Invasive Species Compendium

Detailed coverage of invasive species threatening livelihoods and the environment worldwide

Abstract

A model for sustainable management of shellfish polyculture in coastal bays.

Abstract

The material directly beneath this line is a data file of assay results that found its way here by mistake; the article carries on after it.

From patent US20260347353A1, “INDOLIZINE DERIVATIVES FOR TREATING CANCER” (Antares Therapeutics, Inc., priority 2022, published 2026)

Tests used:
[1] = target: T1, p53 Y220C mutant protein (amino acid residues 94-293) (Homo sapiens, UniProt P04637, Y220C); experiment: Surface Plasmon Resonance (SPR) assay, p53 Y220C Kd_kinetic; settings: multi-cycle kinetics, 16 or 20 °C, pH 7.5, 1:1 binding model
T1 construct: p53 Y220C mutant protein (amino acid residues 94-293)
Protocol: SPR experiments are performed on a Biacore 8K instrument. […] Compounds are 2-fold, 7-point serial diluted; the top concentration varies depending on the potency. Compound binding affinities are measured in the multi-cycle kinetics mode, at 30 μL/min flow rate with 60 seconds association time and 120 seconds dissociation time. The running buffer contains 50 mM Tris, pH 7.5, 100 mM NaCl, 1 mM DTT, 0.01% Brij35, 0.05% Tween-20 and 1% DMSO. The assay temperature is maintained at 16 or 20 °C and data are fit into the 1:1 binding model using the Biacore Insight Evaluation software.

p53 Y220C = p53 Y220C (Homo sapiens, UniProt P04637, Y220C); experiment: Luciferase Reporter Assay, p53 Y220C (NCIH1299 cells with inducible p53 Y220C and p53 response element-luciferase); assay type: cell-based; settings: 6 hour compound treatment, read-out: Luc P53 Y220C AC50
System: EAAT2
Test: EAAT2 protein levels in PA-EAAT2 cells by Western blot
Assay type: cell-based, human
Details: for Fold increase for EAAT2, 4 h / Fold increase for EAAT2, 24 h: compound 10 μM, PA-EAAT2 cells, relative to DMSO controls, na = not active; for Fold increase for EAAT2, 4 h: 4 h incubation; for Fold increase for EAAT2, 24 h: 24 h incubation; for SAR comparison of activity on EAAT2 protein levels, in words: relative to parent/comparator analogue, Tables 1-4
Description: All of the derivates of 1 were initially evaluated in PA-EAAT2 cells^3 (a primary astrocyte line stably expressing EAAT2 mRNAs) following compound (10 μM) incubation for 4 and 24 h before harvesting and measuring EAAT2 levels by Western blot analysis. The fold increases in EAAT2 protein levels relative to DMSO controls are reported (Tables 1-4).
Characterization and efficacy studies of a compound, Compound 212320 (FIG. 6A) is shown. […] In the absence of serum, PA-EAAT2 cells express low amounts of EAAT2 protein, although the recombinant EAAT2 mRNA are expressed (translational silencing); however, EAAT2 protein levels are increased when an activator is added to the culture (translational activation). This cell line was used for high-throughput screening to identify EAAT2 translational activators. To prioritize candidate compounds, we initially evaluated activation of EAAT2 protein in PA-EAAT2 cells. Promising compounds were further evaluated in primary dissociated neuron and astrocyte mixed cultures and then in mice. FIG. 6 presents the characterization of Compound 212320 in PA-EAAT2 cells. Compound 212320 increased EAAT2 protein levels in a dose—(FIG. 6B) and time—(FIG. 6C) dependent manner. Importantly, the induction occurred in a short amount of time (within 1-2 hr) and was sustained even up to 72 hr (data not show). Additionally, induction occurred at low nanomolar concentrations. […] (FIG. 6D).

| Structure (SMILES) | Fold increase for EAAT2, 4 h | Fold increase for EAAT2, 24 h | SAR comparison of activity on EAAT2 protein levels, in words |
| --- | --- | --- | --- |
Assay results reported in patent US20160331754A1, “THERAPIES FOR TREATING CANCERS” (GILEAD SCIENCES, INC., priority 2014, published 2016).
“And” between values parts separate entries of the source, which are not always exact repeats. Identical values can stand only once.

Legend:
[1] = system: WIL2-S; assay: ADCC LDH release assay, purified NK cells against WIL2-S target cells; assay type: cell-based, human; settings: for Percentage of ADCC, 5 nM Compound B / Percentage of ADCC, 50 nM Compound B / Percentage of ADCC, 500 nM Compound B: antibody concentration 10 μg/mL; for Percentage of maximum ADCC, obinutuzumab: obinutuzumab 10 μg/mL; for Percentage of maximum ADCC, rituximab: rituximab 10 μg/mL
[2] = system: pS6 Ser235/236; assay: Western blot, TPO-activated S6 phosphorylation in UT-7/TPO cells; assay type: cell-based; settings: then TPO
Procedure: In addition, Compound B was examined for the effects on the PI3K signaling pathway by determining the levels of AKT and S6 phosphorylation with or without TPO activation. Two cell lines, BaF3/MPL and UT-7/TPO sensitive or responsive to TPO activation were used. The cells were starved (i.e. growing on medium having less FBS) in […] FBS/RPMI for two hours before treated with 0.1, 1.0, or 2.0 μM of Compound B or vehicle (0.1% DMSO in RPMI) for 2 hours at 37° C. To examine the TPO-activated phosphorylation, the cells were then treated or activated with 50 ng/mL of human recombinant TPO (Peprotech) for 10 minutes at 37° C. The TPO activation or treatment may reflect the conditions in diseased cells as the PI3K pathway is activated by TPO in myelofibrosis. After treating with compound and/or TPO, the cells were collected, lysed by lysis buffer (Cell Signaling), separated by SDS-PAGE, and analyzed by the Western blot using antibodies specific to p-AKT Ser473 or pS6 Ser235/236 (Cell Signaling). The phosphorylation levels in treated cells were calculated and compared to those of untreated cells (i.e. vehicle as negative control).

A multi-species model for shellfish polyculture in coastal embayments is presented, and an application of the model to a test site (Sanggou Bay, Northern China) used for large-scale longline cultivation of the Chinese scallop Chlamys farreri, the Pacific oyster Crassostrea gigas and the kelp Laminaria japonica is described. The model integrates a bay-scale ecological simulation with individual-based modelling of scallops and oysters, and upscales the individual processes for the target species (scallops and oysters) by means of a multi-cohort population dynamics model. Human interaction with the target cohorts over a number of years is explicitly simulated. The model has been used to estimate the exploitation carrying capacity for scallops and oysters in the system, the harvest potential for different seeding and harvesting scenarios, and the impacts on the ecosystem of different polyculture management strategies. Although an increase in seeding to 2× and 15× standard seeding for scallops and oysters respectively optimizes the yield of both, thus corresponding to the exploitation carrying capacity, the ratio of harvest/seed is lowered, which may make the fishery less attractive from an economic point of view. Progressive increases in seeding lead to a collapse of the fishery: this occurs at >15× standard seeding for scallops, and at >30× for oysters. In parallel, there are profound modifications at the ecosystem level, which were studied by means of a mass balance carried out on the model. Under standard conditions, there is a net export of primary production from the bay to the Yellow Sea, but at 15-20× increase in seeding, the bay becomes a net phytoplankton importer, due to phytoplankton clearance by cultivated shellfish. The model simulates a period of 6 years in about 2 min, and was shown to be a useful tool for polyculture management over multiannual periods; a development of the socioeconomic component will allow feedbacks between economic consequences of different cultivation scenarios and ecosystem responses to be explicitly considered. The application of this type of model may be of use in promoting a more holistic approach to shellfish aquaculture management.